Daughter of the Loom

Daughter of the Loom (Bells of Lowell #1) by Tracie Peterson and Judith McCoy Miller

The year is 1828, Lowell, MA has been created to be the textile capital of the United States with factories, girls from all over working them, and a promise of prosperity for all.


All except Lily Armbruster. Lily was born in the town before it was named Lowell, before the factories, and she hates the changes that were made. Her brother Lewis sold their farm and stole the money, her fiancé Matthew Cheever betrayed her by working for the Boston Association, and her father died of a broken heart from losing the farmland.

Lily has decided she is going to destroy the Boston Association and the mills, by being hired as a factory girl and sabotaging it from the inside out.

She moves into a company owned boarding house and finds herself befriending the other workers and the boarding house keeper, Miss Adelaide, they all becoming her family.

Even though she doesn’t want to harm her friends, she is determined to not be deterred from her goal. But before she can start anything, someone else starts sabotaging the mills. Could this be a sign from God that she is on the right track? Or does someone have their own vendetta against the mills.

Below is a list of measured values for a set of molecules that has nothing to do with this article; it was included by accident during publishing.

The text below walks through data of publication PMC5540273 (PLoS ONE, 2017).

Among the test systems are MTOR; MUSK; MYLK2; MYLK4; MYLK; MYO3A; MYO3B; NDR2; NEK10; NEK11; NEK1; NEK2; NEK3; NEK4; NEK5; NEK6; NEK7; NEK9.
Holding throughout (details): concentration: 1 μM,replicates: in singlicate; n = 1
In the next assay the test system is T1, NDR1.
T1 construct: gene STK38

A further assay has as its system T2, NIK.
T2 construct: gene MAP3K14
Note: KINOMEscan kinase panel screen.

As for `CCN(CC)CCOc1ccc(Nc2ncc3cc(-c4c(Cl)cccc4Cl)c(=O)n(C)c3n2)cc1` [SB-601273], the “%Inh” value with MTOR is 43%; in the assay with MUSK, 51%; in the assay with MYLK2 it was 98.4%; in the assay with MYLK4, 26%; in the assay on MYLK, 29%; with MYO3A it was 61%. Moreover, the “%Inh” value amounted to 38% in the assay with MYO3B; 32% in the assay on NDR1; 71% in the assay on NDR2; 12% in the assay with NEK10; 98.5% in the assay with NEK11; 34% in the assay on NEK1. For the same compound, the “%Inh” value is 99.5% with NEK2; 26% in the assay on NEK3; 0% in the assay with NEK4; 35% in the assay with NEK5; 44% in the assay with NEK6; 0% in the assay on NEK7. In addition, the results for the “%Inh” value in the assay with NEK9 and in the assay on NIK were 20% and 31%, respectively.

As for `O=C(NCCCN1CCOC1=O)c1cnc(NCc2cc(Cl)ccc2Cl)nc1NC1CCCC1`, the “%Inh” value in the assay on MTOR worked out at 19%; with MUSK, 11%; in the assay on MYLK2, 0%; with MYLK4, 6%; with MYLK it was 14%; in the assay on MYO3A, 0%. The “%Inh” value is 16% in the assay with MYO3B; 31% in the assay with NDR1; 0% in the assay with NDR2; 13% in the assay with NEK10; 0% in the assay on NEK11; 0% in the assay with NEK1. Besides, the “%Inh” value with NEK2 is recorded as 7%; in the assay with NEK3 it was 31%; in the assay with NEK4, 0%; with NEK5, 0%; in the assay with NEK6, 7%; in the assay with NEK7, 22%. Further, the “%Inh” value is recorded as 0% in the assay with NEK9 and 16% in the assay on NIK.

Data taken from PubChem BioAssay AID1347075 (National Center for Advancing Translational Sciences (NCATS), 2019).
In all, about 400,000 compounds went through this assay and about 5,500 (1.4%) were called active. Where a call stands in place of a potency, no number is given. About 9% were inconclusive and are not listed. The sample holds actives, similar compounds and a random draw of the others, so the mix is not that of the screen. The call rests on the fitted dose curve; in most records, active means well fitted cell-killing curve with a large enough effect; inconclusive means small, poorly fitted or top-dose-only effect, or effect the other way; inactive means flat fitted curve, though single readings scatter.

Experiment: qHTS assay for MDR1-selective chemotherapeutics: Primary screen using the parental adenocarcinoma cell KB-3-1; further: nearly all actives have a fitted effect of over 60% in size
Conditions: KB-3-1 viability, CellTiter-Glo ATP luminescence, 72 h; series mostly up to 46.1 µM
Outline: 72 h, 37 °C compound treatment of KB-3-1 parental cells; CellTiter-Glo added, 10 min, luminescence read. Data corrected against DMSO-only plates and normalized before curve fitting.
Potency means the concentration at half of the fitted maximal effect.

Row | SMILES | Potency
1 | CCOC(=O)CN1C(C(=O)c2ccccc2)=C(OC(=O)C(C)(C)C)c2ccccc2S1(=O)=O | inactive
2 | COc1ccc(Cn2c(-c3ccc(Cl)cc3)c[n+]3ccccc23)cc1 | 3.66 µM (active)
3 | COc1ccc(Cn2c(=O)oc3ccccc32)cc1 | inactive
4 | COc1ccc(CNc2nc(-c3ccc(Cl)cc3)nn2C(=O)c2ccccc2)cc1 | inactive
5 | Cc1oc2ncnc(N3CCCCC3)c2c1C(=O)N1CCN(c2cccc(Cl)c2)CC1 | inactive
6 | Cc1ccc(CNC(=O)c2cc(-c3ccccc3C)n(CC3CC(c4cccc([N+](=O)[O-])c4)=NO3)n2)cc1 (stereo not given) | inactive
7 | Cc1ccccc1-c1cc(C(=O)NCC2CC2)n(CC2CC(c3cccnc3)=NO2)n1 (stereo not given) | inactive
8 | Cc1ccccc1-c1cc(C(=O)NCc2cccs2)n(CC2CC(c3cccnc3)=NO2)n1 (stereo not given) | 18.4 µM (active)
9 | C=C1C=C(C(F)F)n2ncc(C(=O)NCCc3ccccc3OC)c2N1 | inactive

Matthew keeps coming back into Lily’s life trying to get together with her, even though she constantly rebuffs him, but will she change her mind? Is he the man she is supposed to be with? He’s not the only bad penny to turn up as her brother Lewis also decides to return to Lowell with nefarious reasons why.


Will Lily continue her vigilante justice? Or give up her plan? And if Lily isn’t the one sabotaging the mills, who is?

Thoughts After Reading:

I found this to be an extremely compelling historical fiction novel. I loved reading about Lowell, and went down a historian rabbit hall researching more about it.

For more historical fiction mysteries, go to Ruby in the Smoke

For more mysteries, go to Pretend You Don’t See Her

Leave Your Thoughts

Please log in using one of these methods to post your comment:

WordPress.com Logo

You are commenting using your WordPress.com account. Log Out /  Change )

Google photo

You are commenting using your Google account. Log Out /  Change )

Twitter picture

You are commenting using your Twitter account. Log Out /  Change )

Facebook photo

You are commenting using your Facebook account. Log Out /  Change )

Connecting to %s

This site uses Akismet to reduce spam. Learn how your comment data is processed.